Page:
There are many different training options available to you as a dog owner. The three most popular are Group Classes, Private In-Home training and the last is boarding your dog and having them trained, this is sometimes referred to as a Boot Camp or Board and Train. Picking a training route for your dog should be based on four variables; Your budget, your goals, your schedule, and what is best for your dog. In this article we will explore the different options, the costs and the advantages/disadvantages of each option.
Classes are a great way to either fully train your dog or advance some obedience skills that your dog already has. For young dogs, class is a great option to work on socialization as your pup will be around new dogs, people and places. Obedience classes are generally the least expensive dog training option. The cost of the trainer’s time is spread out over multiple clients. This also leads us to some of the drawbacks of classes. In class settings the trainer's time is divided amongst all the clients and their dogs, if your dog needs special attention or you are struggling it might be hard to get the advice you need. Another drawback of group classes is scheduling. Group classes are usually set at the same time each week at a specific location and are not flexible. If you have a busy schedule it might be difficult to get to the class and you might miss out on important training advice.
Doggie Boot Camp/Board and Train
Dog boot camp is generally the most expensive dog training option. This is mainly because you are paying for the care of your dog or a boarding fee in addition to paying for training. A board and train is best for owners that are extremely busy or happen to be going on a trip and will need to board their dog anyway. This will help defer some of the costs as you would have needed to pay for boarding anyway. During a board and train most trainers will teach your dog all of your obedience commands and work on other things that you request, this makes it great for just about any dog. You should know that most trainers/kennels have a minimum age for taking dogs, so plan accordingly if you have a young pup. A board and train will also help with socialization as your dog will be around other dogs and people in a very public setting. Board and Trains differ in terms of length and it is important to talk with your trainer about what is reasonable to accomplish given the length of your program. The largest drawback to a board and train is that you are not present for the training. To ensure the training that has been done is transferred over to you, make sure that your board and train comes with follow up from the trainer.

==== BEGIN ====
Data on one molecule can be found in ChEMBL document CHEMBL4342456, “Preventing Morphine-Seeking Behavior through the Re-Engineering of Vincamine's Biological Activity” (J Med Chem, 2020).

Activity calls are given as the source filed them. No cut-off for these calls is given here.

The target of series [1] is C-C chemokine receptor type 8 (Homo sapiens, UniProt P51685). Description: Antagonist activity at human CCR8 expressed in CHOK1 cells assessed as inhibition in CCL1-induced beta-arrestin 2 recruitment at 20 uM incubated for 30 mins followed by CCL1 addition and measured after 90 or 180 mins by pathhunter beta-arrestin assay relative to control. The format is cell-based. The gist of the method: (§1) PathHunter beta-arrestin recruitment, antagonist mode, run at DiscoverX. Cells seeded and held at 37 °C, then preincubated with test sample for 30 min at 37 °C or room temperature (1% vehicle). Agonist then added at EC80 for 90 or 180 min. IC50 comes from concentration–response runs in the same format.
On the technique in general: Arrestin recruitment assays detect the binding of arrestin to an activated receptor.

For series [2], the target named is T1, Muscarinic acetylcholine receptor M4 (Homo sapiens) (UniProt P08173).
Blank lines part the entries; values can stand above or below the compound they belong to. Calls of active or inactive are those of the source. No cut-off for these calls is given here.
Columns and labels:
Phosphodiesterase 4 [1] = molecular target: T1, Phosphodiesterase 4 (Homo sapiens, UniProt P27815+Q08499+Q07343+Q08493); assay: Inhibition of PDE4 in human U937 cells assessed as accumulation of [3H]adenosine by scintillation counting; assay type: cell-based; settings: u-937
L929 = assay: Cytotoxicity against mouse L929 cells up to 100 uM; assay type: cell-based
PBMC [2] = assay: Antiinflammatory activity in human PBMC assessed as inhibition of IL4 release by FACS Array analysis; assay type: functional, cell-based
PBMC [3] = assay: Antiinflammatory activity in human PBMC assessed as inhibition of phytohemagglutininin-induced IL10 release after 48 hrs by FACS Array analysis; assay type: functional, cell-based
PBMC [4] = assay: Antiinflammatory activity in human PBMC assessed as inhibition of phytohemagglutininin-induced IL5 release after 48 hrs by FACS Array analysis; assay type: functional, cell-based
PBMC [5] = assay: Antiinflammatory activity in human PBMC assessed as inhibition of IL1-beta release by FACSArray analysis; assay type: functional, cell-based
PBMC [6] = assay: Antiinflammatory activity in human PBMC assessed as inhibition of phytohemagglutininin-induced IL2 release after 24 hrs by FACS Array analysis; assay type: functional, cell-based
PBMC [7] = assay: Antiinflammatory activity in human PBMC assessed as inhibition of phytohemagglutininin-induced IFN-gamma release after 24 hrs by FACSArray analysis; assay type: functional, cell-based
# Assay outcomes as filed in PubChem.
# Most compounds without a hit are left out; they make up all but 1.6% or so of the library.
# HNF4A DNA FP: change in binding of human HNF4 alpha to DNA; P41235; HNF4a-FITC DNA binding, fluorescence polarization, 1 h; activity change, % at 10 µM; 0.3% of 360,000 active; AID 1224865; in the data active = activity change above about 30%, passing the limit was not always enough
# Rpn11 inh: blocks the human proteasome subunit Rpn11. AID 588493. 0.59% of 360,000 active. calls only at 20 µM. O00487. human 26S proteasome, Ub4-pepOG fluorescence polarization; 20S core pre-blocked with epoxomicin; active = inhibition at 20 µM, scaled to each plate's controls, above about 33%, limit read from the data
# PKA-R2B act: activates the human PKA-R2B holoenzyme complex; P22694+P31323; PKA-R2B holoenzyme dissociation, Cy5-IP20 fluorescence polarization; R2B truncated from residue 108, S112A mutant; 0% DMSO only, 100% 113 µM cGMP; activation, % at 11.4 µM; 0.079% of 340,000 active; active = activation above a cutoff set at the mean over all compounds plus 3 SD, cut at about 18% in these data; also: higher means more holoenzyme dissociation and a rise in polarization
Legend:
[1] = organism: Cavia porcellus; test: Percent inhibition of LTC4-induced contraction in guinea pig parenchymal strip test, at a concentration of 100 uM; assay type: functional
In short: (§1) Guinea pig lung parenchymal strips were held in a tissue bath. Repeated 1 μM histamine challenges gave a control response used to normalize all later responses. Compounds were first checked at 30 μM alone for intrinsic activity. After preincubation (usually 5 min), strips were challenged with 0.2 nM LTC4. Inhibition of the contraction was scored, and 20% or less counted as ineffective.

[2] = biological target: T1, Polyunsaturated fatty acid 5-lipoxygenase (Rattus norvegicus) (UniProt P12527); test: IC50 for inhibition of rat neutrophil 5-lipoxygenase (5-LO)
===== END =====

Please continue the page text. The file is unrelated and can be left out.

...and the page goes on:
Private In-Home Lessons
Private lessons that take place in your home are a great option to get you involved in the training, keep costs moderate, and have the one on one attention you require. Private lessons cost more than classes, but significantly less than a board and train program. One lesson usually costs less than a six week group class and you get the sole attention of your dog trainer. Private lessons allow the trainer to give you direct guidance for your dog in the place that you want them trained; your home! The largest drawback of private lessons involves a lack of socialization as a direct part of the training. To ensure proper socialization ensure you work with your trainer to develop a plan to get your dog around as many dogs, places and people as possible.
As you can see, each training option has it's advantages and disadvantages. While making the choice might seem difficult, know that any training that you do will be beneficial for your pup! The ideal solution for you might even be combining multiple options.